What’s your wellbeing mantra?
As we approach the end of May, things are beginning to open up at last. Across the country, the vibrations of movement are re-awakening after a challenging period of lockdown.
Mental Health Week also took place this month, with themes focused on personal and community-wide mental health, hinting at positive changes to come, but also at the challenges that have been faced and the need for continued support as we enter a new phase of this pandemic.
One of the biggest challenges Covid brought was the extraordinary impact it had on our once familiar habits, and daily rituals. How we prepared for the day, going to work, doing the Saturday shop, or having a bite out to eat on the weekend, once familiar, was suddenly unavailable to us.
You may recall this series reflected on the importance of continuity, and creating simple habits in our day to help us to feel more at ease. This is because we often find comfort in the familiarity of routine.
Our habits may have gone unnoticed to us before the pandemic, either because we did them on auto-pilot, or because we had simply come to associate particular events with days of the week. Despite going unnoticed, these habits may have helped us to keep a healthy balance in our lives.
The pandemic forced us to form new habits quickly. Many of us found ourselves working from home, or perhaps not working at all, staying indoors, and limiting our social contacts. These new habits didn’t form overnight, and many found the transition from the old normal to the new normal challenging. This is because the making and breaking of habits takes time, and can be energy-draining.
While we adjusted to lockdown, our brains were busy building these new habits. We learned to keep our distance, to greet each other with an elbow-bump, and to adjust to limited social interactions.
With this in mind, despite the long wait to ‘get back out there,’ we might notice feelings of anxiety and unease at the prospect of actually doing it, until we get our chance to build these new habits again. Forming new habits can be draining, and it is common to feel more tired than normal as we adjust. Even though we might be longing to ditch the pandemic habits and ‘get back to normal,’ we might find that our habit-forming brains may need a little more time.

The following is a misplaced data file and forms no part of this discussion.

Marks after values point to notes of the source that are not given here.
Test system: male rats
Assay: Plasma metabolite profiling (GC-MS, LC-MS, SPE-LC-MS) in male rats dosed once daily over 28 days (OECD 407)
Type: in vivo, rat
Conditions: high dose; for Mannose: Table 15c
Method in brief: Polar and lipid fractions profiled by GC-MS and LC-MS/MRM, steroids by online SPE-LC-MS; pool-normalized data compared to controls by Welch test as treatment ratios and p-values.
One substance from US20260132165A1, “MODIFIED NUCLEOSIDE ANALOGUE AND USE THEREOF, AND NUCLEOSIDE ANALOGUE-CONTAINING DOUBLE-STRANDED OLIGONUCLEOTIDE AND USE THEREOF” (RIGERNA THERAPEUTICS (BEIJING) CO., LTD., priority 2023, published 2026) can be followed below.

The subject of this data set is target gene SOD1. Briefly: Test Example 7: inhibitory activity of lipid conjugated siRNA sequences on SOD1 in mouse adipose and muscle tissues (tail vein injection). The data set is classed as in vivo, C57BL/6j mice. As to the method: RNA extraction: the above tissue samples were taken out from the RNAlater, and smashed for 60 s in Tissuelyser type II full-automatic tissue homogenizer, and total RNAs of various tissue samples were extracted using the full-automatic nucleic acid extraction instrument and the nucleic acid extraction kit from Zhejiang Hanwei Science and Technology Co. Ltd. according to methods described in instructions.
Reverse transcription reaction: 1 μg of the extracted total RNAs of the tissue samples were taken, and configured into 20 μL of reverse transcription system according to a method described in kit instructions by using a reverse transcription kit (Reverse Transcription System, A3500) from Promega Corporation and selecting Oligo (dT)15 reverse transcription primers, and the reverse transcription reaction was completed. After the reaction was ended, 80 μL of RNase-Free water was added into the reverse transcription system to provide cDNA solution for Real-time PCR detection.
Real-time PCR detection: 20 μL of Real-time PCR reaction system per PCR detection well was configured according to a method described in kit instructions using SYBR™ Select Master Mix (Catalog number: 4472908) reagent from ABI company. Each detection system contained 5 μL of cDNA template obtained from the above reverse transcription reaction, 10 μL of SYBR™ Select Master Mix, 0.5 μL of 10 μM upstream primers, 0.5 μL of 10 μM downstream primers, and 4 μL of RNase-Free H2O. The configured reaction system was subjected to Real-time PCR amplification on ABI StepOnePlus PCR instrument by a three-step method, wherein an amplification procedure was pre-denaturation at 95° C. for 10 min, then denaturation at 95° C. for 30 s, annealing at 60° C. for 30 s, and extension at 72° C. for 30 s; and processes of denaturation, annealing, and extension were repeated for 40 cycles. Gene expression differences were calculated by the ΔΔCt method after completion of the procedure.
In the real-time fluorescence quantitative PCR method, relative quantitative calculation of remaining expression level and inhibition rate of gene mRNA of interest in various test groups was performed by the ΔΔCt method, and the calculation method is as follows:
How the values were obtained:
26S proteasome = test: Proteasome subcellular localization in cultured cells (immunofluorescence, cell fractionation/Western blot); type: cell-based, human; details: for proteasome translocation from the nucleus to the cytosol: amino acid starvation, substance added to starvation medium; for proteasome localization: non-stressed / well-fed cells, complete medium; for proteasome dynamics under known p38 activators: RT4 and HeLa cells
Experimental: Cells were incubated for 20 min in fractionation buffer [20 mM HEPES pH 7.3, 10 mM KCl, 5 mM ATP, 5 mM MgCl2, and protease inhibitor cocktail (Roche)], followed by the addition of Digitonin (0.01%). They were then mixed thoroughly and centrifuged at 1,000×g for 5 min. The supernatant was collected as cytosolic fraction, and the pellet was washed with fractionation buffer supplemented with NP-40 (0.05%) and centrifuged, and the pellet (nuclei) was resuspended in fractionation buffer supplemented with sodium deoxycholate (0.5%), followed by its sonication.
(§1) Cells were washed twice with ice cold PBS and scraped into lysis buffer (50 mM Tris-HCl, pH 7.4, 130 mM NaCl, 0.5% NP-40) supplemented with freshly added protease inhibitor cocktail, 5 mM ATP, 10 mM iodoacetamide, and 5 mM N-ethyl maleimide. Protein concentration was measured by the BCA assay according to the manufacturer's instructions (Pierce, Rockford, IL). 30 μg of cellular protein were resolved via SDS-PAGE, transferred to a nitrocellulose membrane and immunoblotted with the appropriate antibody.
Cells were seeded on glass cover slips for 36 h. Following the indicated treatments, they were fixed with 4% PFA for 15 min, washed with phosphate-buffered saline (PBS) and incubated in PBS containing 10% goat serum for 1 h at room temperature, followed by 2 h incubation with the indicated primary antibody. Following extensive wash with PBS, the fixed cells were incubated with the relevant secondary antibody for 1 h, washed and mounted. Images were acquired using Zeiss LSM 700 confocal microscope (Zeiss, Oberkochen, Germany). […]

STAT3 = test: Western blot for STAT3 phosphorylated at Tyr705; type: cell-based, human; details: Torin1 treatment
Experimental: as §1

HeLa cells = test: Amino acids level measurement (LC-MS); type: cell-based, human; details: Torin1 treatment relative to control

Developing a supportive mantra
One way to support ourselves while we try to form new habits is to develop a mantra. A mantra is a simple phrase, or a few words, that we can repeat to ourselves during times of stress. Developing a mantra does not mean we must take up meditation, or learn off a long list of phrases. A mantra can be something simple, that is meaningful to us. The rhythm of repeating something soothing to ourselves, and the positive associations it brings, can help us to feel calmer when we notice we have begun to feel anxious, to over-think, or to worry.
For those who have pets, you may have felt the benefits during lockdown of having a pet nearby. Animals are often a great example to us of how to relax and keep a healthy balance. I have a cat named Lady Lavender. She sleeps, she eats, she plays, she finds the one sunny patch to lie in when the weather is good, she seeks out company when she needs it, and also enjoys moments of solitude. All in all, she lives her best stress-free life.
My mantra is ‘be like Lavender.’ When I notice I am feeling stressed or worried, repeating this simple phrase reminds me to relax, and helps me return to a feeling of calm. Mantras like this can help to reassure us, giving us something positive and re-affirming to focus on instead of our worries.
As we enter this new phase of the pandemic, try creating a personal mantra that can support you while you get used to new habits. You might look to someone or something positive in your life as an example, or choose a familiar phrase or song, something that’s personal and allows you to re-centre in a positive way.
A final thought…
As we are emerging from lockdown, it’s important to recognise that although it brings many positives and hope for the future, this may also be a challenging time for us as we learn to form new habits. Developing supportive techniques, and taking a few moments to simply remind ourselves of how well we are doing today, can help us to remember that this is a new experience for each of us, and that we can only take it one day at a time.
This post featured as a Monthly Wellbeing Series article in The Midland Tribune on 27th May 2021